Becoming a refugee is something that nobody can ever envision happening to themselves. One day, you are going through your regular activities as usual. You pay your taxes on time; you try to live without stepping over anyone. However, if a war erupts or a deadly typhoon ruins your place and livelihood, none of that will matter. If you refuse to stay in shelters, you may end up fleeing the country and becoming refugees in a stronger, more stable nation.
The thing is, the process of relocating is never as easy as it seems. One highly documented story is the escape of Syrians from their homeland to Europe. Due to the chaos in Syria, many do not have the means to take a legal route and book a flight to their target destination. They usually need to pay thousands of dollars to get smuggled into another country via small boats, buses, or sometimes even covered trucks.
For more than 25 years, researchers and clinicians generally assumed that war exposure was the critical determinant influencing refugees’ well-being. This led to lots of studies assessing exposure to wartime violence and loss, with limited consideration of the chronic adversity experienced by refugees after leaving their homeland. — Kenneth E. Miller Ph.D.
What Syrians experience, though, is almost the same as what other asylum seekers are willing to undergo to ensure their safety and future. They are fearless indeed, but it is typical for refugees to develop the following mental health disorders because of it too.
The reality that displaced individuals and families need to face is undoubtedly a challenge to accept immediately. You may have a stable career in your country, for instance, yet you need to take odd jobs in the new one to get by. You want to be at least able to visit any relative who got left behind, but you know that is not possible.
Because of that, it seems too natural for these people to acquire depression. According to statistics, this mental disorder occurs as much as PTSD. Usually, they also comorbid with each other, hence increasing the problem of the refugees.
African civilians in war-torn countries have experienced the threat of violence or death, and many have witnessed the abuse, torture, rape, and even murder of loved ones. As a result, many Congolese living in Ugandan refugee camps are suffering from severe PTSD. —
The primary condition that asylum seekers tend to deal with is post-traumatic stress disorder (PTSD). This illness is not only common for veterans of war but also for the regular citizens who happened to get caught in the middle of the battle. You can never get used to bombings and shootings, after all. The more you experience it, the more trauma sticks to you, to the extent that you cannot shake it off anymore.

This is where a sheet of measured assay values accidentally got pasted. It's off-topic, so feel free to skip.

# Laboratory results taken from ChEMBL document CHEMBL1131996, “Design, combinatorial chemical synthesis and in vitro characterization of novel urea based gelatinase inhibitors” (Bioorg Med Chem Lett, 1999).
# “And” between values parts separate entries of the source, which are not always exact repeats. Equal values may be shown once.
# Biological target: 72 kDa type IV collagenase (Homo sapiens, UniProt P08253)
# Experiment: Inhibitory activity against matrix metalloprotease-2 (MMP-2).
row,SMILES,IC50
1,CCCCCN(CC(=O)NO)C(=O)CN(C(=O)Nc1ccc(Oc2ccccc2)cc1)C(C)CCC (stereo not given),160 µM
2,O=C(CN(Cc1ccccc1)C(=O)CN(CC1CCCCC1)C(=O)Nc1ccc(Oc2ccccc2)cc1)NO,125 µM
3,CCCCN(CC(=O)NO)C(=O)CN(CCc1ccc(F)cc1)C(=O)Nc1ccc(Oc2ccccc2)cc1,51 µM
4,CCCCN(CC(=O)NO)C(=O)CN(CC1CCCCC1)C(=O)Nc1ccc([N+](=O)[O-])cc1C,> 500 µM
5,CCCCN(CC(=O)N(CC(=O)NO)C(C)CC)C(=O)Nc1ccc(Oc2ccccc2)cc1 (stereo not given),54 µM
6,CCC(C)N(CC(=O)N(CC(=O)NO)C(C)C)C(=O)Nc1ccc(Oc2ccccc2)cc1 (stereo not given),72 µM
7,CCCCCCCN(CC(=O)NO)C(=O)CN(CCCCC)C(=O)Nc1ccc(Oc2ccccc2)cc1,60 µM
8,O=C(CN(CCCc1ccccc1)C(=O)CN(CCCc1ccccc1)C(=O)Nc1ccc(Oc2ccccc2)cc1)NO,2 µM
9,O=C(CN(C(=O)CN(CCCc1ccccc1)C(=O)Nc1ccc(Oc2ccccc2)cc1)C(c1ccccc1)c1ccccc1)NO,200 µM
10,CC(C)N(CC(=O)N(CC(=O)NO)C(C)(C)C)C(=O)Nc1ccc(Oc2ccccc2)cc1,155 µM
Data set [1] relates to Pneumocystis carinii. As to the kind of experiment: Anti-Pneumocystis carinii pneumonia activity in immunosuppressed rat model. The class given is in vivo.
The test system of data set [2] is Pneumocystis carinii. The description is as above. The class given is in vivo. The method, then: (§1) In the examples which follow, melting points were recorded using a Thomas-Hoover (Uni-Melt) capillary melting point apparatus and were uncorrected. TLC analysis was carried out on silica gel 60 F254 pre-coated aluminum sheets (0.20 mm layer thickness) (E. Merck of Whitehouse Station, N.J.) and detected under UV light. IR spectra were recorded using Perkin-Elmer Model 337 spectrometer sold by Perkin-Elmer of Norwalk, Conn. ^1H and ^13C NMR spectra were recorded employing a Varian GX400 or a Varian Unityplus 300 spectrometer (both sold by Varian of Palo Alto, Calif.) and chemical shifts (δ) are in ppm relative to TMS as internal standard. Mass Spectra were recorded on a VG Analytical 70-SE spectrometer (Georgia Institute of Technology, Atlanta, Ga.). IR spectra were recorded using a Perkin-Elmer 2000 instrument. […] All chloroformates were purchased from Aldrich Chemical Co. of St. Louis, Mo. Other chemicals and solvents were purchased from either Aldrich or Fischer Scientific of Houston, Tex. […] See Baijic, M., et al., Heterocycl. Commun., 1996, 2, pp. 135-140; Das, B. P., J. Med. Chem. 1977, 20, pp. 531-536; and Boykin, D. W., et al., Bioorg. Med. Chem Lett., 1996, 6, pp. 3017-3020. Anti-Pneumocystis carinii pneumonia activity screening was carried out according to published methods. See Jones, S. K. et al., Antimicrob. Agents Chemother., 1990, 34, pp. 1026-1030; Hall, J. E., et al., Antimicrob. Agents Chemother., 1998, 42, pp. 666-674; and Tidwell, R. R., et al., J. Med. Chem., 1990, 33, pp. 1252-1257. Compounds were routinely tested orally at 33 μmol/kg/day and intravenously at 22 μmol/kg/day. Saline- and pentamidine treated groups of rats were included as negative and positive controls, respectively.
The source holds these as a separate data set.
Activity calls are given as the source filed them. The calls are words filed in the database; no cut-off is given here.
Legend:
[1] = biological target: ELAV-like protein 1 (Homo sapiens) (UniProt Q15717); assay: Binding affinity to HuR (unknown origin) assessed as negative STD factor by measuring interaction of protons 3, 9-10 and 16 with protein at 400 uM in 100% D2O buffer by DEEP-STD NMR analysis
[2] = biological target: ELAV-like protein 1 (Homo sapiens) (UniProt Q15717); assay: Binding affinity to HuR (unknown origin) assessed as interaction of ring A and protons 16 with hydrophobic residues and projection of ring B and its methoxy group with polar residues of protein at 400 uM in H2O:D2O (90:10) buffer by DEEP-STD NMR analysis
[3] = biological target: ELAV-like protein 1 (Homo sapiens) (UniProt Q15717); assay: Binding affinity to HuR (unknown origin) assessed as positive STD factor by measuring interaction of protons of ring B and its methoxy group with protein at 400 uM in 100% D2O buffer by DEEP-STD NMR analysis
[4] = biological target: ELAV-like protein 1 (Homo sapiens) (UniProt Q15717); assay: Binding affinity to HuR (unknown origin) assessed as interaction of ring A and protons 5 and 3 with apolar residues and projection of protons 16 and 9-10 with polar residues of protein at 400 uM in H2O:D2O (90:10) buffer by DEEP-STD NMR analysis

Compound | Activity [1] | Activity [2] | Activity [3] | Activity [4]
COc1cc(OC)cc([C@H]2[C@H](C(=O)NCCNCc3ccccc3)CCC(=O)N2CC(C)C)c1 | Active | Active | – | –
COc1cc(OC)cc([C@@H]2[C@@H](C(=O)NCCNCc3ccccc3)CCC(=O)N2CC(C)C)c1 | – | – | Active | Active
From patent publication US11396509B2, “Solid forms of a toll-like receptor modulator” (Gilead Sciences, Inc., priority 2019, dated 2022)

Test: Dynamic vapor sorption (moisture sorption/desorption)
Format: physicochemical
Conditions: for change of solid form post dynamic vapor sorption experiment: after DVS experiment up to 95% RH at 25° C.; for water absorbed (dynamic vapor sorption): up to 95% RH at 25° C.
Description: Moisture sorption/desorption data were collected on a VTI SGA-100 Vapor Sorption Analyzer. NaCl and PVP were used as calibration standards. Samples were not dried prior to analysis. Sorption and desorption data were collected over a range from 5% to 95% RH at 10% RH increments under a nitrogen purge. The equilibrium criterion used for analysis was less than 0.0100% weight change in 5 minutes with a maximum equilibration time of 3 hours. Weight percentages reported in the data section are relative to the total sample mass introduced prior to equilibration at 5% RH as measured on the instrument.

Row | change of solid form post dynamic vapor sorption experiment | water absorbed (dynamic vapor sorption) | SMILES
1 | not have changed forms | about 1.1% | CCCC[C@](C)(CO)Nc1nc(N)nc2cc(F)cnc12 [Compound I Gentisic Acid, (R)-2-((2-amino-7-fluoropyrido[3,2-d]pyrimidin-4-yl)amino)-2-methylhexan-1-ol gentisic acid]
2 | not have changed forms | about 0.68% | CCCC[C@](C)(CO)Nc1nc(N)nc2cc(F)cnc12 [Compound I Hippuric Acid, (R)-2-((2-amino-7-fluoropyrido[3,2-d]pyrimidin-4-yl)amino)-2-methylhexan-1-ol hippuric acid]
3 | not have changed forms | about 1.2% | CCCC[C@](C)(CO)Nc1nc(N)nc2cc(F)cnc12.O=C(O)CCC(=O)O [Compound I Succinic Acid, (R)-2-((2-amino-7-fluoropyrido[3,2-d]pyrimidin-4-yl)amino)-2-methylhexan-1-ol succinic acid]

Based on an International Journal of Mental Health Systems study in 2017, it appears that 40 percent of the refugees in various countries live with PTSD. Men, women, and children – they carry the same disorder. That is quite worrying since the disease is known to make someone paranoid or develop hostile tendencies that might put themselves or others in danger if left untreated.
As mentioned earlier, the road to freedom is not smooth for all the refugees. It is ideal if you have relatives or friends in the country where you intend to go. They can take you in or even provide legal documents so that you won’t need to tread the waters in a small boat or transact with lawless folks. However, in case you know nobody there, you may have no other option but the latter.
This nightmarish experience can cause anyone to develop post-migration stress. It does not help either that no home or job is waiting for them in the new nation.
…mental health professionals have been working in tandem with social workers, medical doctors, language teachers and specially trained interpreters to provide comprehensive, multifaceted care for the refugees. According to Dr. Nadine Stammel who leads the research department of the Berlin Center Of Torture Victims (BZFO), this multi-modal approach has had positive outcomes, with preliminary findings showing a decrease in trauma-related disorders and an increase in quality of life. — Marianna Pogosyan Ph.D.
Becoming a refugee is much worse than being homeless. The displacement entails that you have to leave everything you hold dear – e.g., your home, friends,and career – behind. You need to handle the fact that you will forever be indebted to the country that accepted you and your family. Furthermore, the possibility of returning to your roots may be dire unless the commotion there stops. Thus, it seems like dodging the mental health disorders above may not be a cakewalk.
If you know an asylum seeker who developed a psychological condition due to the dangers he or she escaped from their homeland, you should try to help him or her in any way. Good luck!